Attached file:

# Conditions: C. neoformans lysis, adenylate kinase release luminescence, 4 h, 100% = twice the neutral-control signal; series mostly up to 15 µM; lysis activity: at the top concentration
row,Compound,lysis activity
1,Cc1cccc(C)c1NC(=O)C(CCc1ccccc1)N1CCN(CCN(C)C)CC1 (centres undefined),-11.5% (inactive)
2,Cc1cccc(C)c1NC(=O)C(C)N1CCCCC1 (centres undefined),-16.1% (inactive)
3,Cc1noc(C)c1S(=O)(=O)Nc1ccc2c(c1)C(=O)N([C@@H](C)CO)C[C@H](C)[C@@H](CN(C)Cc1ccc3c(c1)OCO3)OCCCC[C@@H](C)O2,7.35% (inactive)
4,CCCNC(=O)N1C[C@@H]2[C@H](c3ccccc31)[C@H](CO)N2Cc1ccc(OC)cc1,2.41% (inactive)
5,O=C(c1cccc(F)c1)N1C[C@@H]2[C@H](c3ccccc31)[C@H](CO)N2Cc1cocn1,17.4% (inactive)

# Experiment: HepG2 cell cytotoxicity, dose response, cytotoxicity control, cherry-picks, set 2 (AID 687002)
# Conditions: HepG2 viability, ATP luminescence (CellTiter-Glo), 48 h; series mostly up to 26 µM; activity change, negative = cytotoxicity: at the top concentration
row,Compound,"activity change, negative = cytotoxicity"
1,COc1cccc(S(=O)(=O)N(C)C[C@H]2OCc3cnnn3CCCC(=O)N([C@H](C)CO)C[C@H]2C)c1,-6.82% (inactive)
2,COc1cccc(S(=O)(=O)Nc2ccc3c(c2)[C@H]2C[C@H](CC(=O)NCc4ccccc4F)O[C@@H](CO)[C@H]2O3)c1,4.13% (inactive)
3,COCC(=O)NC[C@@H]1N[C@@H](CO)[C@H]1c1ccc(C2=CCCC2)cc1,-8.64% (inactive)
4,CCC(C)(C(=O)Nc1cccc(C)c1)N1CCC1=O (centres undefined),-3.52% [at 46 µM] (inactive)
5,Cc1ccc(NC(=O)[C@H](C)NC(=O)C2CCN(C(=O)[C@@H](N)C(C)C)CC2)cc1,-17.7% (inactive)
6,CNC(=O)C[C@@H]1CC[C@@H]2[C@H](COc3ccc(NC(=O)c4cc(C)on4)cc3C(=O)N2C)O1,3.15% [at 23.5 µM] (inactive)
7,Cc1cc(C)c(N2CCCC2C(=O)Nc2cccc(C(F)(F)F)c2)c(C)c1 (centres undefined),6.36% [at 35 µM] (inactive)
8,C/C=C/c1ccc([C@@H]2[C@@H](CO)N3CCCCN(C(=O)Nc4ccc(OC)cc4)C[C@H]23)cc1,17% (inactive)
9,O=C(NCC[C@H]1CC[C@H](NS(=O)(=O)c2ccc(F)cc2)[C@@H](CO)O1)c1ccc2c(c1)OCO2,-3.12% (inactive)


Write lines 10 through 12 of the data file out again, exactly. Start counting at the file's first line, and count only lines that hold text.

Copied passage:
row,Compound,"activity change, negative = cytotoxicity"
1,COc1cccc(S(=O)(=O)N(C)C[C@H]2OCc3cnnn3CCCC(=O)N([C@H](C)CO)C[C@H]2C)c1,-6.82% (inactive)
2,COc1cccc(S(=O)(=O)Nc2ccc3c(c2)[C@H]2C[C@H](CC(=O)NCc4ccccc4F)O[C@@H](CO)[C@H]2O3)c1,4.13% (inactive)